You probably remember your first kiss, but do you remember the first time you shaved your legs or armpits? I bet it was years earlier. I wonder what went on in your mind, and mine, when we decided we had to get rid of those hints of fuzz and make sure no one saw them ever again. A soft, hardly noticeable layer of hair that we collectively somehow perceived as wrong. Dirty, even. Something to be ashamed of. And this wasn’t a delusion of our, in most cases, pre-teen brain; so many of us still shave our legs and armpits and pubic area multiple times a week. But why? And why shouldn’t you?
First of all, I want to make it clear that this article is not about shaming women for removing their body hair, but about how we should stop stigmatizing women for having body hair in the first place. Everyone should be able to freely choose whether to remove or keep it without facing social pressure, as is usually the case now. If you like shaving, that is completely fine. But I wonder whether you like it because it makes you feel good, or because a socially-constructed gender ‘norm’ tells you that having a hairless body with Barbie-like skin makes you feel good.
Maybe you shave because you feel dirty with some stubble in your armpits? But think about it, we don’t perceive body hair of men as particularly gross or unpleasant. Not to the same extent anyway – they’re allowed to show it off in public, for one thing. So why would we look at female body hair differently? Having hair on your legs doesn’t in any way prove that you’re unclean or that you don’t care about hygiene. You just picked up some shower gel instead of shaving cream. And by doing that, you’ve saved a whole lot of time and money (and water, not to be forgotten), so why is it a bad thing?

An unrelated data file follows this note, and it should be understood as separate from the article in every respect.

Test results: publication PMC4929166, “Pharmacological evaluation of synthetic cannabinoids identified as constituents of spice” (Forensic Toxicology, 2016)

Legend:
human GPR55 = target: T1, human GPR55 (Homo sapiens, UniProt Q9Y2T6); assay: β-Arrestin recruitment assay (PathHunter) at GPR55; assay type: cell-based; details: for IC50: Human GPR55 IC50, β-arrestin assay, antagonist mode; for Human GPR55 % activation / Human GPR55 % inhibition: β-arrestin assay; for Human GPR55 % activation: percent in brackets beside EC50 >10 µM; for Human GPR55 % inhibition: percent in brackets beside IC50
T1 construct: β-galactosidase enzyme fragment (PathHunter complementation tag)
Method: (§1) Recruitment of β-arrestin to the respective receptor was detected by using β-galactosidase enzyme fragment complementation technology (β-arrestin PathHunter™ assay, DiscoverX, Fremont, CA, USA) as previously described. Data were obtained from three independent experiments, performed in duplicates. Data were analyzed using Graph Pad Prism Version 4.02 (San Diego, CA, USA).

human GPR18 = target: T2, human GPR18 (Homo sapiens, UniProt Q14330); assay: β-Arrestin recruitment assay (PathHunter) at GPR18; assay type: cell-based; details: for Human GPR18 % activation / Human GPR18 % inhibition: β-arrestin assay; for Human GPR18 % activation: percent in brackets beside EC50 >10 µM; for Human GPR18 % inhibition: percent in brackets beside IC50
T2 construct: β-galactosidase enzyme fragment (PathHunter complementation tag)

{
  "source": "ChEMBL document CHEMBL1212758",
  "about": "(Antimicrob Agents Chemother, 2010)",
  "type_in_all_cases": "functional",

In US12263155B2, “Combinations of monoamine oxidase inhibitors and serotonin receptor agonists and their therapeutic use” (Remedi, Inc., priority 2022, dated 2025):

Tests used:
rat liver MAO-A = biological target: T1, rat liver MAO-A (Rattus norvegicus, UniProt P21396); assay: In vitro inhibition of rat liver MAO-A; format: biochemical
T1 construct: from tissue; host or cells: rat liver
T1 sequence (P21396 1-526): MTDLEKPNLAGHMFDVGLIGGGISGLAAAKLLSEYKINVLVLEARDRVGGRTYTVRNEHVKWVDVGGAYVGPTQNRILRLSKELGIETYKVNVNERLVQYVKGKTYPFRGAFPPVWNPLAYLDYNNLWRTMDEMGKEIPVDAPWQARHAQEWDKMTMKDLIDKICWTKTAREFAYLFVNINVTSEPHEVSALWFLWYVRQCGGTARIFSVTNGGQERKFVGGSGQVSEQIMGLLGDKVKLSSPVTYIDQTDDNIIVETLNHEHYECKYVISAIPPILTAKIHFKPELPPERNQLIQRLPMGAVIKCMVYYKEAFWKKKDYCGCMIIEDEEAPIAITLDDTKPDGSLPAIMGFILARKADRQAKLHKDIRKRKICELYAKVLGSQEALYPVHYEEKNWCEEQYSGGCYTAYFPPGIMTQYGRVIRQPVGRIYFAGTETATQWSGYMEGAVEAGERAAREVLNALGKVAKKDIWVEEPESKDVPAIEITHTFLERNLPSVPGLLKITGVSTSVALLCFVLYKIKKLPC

The worst bit for me is the way in which women shame other women for not removing their body hair. Because if we can shame each other, then surely the rest of society can. So – whether you’re male or female – the next time you wince at the sight of a woman’s hairy legs, unshaven armpits or hint of pubic hair, ask yourself why it makes you feel so uncomfortable. What is it that you find so offensive or unattractive, and why do you feel that way? Because I don’t believe there’s a justifiable, rational reason for an opinion like that.
Frankly, there might be more important battles to fight than whether or not you should shave. But it’s an important piece in the bigger picture of double standards towards women. Whatever you do in the bathroom, do it because it’s your own personal choice, and not because others make you feel like you should behave in this way. And have an accepting attitude towards personal choices of others. Body hair isn’t gross. It’s completely natural, just like the lovely locks on your head, and we shouldn’t let a social construct control our point of view.